Jarmila Weinbergerová was born on March 21, 1923 in Prague into a Jewish family of an insurance company employee and a French teacher. She had a wonderful relationship with her younger sister Anna and parents, and they often went to the theater, concerts and exhibitions together. She studied with the only ones at the girls’ real grammar school, went to the scout and to practice in Sokol, from which she left at the beginning of the war, annoyed: the first manifestation of anti-Semitism in 1938, which completely shocked her. She had never experienced anything like it before.
According to Nuremberg law, since 1940 she had to wear a yellow star, follow various regulations, when shopping, how to behave on the street, what to own, what to hand over. The exact number of anti-Jewish ordinances in the protectorate is difficult to quantify, as they were issued by various authorities. It is estimated that their number reached several hundred. And according to official statistics, it concerned 118,310 people.
The Weinbergers had to hand over their bikes, skis, move out of the three-room apartment to a small studio, where they lived with three other families. Dad lost his job, the prime minister Jarmila was fired from school just before graduation. All this only for their Jewish origin. In April, the so-called summons, an order to board the transport, arrived in the mailbox for all members of the family. They were to arrive on April 24, 1942, at the assembly hall in the hall of the Trade Fair Palace. They were allowed to take 50 kg of things with them. Like scouts, they cleverly packed the most important things into large backpacks to carry as many things on their backs as possible, putting only spare clothes in their suitcases. They lost their suitcases at the station in Bohušovice, and the gendarmes ordered them to leave their suitcases on the platform to bring them to nearby Terezín. But they didn’t see them anymore.
People were dying of minor injuries, a weakened body could not handle the inflammation
“In Terezín, we were included in the work teams. Dad pulled the boards and stuff. He was small in stature, so it was strenuous for him. Her mother was assigned to a laundry outside the city, and she was taken daily by police. The nurse was classified as me as a nurse, she worked in an old nursery. And I went to a morgue, “says Jarmila Weinberger, who cared for patients who did not need surgery or did not need to be isolated due to infection. Such patients were transferred to the so-called Vrchlabí barracks, where specialized departments operated as in a hospital. Marodka, where Jarmila worked, was placed in a hall with thirty beds, fifteen beds on each side along the wall: “You can’t imagine hospital beds, they were just unplaned planks. There were bedbugs everywhere. Once we performed the disinfection, after opening the room, there was perhaps a two-centimeter layer of dead bedbugs on the ground, “described Jarmila Weinberger, who had only been trained as a scout by a nurse.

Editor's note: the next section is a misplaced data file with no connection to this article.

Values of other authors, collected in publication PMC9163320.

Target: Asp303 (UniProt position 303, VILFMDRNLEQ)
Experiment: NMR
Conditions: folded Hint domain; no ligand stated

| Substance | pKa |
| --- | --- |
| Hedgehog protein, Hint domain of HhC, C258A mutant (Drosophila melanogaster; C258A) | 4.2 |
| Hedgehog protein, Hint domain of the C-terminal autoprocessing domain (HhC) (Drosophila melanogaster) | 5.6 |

In Terezín, she learned during the march how to take care of the sick, and the doctors explained everything to her. After twelve hours, they took turns for two shifts, day and night: “It was a very hard job. Only one sister suffered at night. In the morning we had to linen after all those who unfortunately died at night. This often happened because the resistance of the patients was very low. They were dying of pneumonia, inflammation of the veins, general sepsis from a fairly small injury that began to fester, and blood poisoning that we could not face. Even though we had sulfonamides available there, at least for the most severe cases, people were dying before the drugs could take over. ”
For the first time, she saw an epileptic seizure by candlelight
The Nazi authorities gradually liquidated Jewish old and poor people in all occupied countries and sent the old and the sick to camps. Jarmila says that such transports arrived in Terezín at night. The nurses had to get up and go to the transports for the sick and take care of them: “There was no room for them anymore. We also dragged them to the ground, where they were not even swept, where there was no light, we walked with a candle. And there, for example, I first saw an epileptic seizure, in the dark, with only a candle. And that seemed absolutely scary. Old men were moaning, most of them had swollen prostates, they needed catheters, which failed on the train in a few days, so hurry catheters. People were starving, we had nothing to feed them. It was a complete apocalypse when we saw the horror of the old helpless people we had to put on the boards, “says Jarmila Weinberger.
The Hamburg barracks, where Jarmila’s Marodka was located, also functioned as a place where people gathered for “transports to the east.” This phrase caused panic. The prisoners suspected that the camps in the east would be worse than Terezín. Nobody knew what horror awaited them in the Auschwitz concentration camp, where these transports went most often.
The story of Jarmila Weinberger was documented by people from the non-profit organization Post Bellum for the Memory of the Nation project. This is a unique collection of thousands of audio and video memories. The project arises mainly from regular small donations. You too can help. For more information, visit the Memory of the Nation website. Thank you very much.
She last saw her parents and sister through the window